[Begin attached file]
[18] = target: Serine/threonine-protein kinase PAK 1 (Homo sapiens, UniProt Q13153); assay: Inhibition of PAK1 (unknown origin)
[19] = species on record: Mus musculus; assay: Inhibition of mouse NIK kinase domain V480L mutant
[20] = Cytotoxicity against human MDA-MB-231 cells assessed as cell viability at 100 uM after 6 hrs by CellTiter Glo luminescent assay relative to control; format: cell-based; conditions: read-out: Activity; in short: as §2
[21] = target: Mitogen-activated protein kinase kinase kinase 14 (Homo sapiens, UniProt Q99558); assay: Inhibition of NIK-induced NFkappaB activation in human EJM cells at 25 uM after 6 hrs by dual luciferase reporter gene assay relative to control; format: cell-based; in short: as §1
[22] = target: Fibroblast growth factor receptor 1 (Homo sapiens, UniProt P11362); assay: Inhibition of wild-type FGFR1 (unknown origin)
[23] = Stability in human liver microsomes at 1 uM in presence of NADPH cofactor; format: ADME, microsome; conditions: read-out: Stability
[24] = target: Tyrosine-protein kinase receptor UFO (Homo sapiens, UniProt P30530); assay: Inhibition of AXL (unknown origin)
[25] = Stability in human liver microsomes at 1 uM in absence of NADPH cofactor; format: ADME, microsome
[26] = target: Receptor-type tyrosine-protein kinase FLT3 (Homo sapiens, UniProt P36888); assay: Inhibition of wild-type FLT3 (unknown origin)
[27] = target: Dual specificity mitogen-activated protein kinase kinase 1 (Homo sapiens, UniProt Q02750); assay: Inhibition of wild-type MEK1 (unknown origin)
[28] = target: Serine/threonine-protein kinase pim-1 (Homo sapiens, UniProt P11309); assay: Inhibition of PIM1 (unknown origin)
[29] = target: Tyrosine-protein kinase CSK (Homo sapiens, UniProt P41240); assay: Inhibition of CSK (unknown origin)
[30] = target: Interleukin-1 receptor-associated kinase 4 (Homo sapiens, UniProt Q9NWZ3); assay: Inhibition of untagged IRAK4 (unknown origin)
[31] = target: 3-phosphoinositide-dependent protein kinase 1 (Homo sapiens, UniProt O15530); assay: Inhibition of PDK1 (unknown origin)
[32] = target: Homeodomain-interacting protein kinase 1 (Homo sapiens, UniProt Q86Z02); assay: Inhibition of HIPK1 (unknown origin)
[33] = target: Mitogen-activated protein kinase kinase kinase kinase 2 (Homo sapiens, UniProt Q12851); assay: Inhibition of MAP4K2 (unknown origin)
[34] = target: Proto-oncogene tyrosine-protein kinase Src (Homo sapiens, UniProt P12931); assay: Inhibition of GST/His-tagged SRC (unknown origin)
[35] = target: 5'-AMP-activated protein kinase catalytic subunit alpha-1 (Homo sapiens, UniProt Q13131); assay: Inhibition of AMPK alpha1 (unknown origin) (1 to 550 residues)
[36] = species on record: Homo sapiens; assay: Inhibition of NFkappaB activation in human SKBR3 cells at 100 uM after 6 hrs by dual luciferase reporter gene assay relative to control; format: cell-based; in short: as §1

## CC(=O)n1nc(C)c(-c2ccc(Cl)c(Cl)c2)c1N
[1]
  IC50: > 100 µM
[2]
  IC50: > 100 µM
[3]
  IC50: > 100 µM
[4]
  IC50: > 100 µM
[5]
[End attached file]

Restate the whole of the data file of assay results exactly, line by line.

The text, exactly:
[18] = target: Serine/threonine-protein kinase PAK 1 (Homo sapiens, UniProt Q13153); assay: Inhibition of PAK1 (unknown origin)
[19] = species on record: Mus musculus; assay: Inhibition of mouse NIK kinase domain V480L mutant
[20] = Cytotoxicity against human MDA-MB-231 cells assessed as cell viability at 100 uM after 6 hrs by CellTiter Glo luminescent assay relative to control; format: cell-based; conditions: read-out: Activity; in short: as §2
[21] = target: Mitogen-activated protein kinase kinase kinase 14 (Homo sapiens, UniProt Q99558); assay: Inhibition of NIK-induced NFkappaB activation in human EJM cells at 25 uM after 6 hrs by dual luciferase reporter gene assay relative to control; format: cell-based; in short: as §1
[22] = target: Fibroblast growth factor receptor 1 (Homo sapiens, UniProt P11362); assay: Inhibition of wild-type FGFR1 (unknown origin)
[23] = Stability in human liver microsomes at 1 uM in presence of NADPH cofactor; format: ADME, microsome; conditions: read-out: Stability
[24] = target: Tyrosine-protein kinase receptor UFO (Homo sapiens, UniProt P30530); assay: Inhibition of AXL (unknown origin)
[25] = Stability in human liver microsomes at 1 uM in absence of NADPH cofactor; format: ADME, microsome
[26] = target: Receptor-type tyrosine-protein kinase FLT3 (Homo sapiens, UniProt P36888); assay: Inhibition of wild-type FLT3 (unknown origin)
[27] = target: Dual specificity mitogen-activated protein kinase kinase 1 (Homo sapiens, UniProt Q02750); assay: Inhibition of wild-type MEK1 (unknown origin)
[28] = target: Serine/threonine-protein kinase pim-1 (Homo sapiens, UniProt P11309); assay: Inhibition of PIM1 (unknown origin)
[29] = target: Tyrosine-protein kinase CSK (Homo sapiens, UniProt P41240); assay: Inhibition of CSK (unknown origin)
[30] = target: Interleukin-1 receptor-associated kinase 4 (Homo sapiens, UniProt Q9NWZ3); assay: Inhibition of untagged IRAK4 (unknown origin)
[31] = target: 3-phosphoinositide-dependent protein kinase 1 (Homo sapiens, UniProt O15530); assay: Inhibition of PDK1 (unknown origin)
[32] = target: Homeodomain-interacting protein kinase 1 (Homo sapiens, UniProt Q86Z02); assay: Inhibition of HIPK1 (unknown origin)
[33] = target: Mitogen-activated protein kinase kinase kinase kinase 2 (Homo sapiens, UniProt Q12851); assay: Inhibition of MAP4K2 (unknown origin)
[34] = target: Proto-oncogene tyrosine-protein kinase Src (Homo sapiens, UniProt P12931); assay: Inhibition of GST/His-tagged SRC (unknown origin)
[35] = target: 5'-AMP-activated protein kinase catalytic subunit alpha-1 (Homo sapiens, UniProt Q13131); assay: Inhibition of AMPK alpha1 (unknown origin) (1 to 550 residues)
[36] = species on record: Homo sapiens; assay: Inhibition of NFkappaB activation in human SKBR3 cells at 100 uM after 6 hrs by dual luciferase reporter gene assay relative to control; format: cell-based; in short: as §1

## CC(=O)n1nc(C)c(-c2ccc(Cl)c(Cl)c2)c1N
[1]
  IC50: > 100 µM
[2]
  IC50: > 100 µM
[3]
  IC50: > 100 µM
[4]
  IC50: > 100 µM
[5]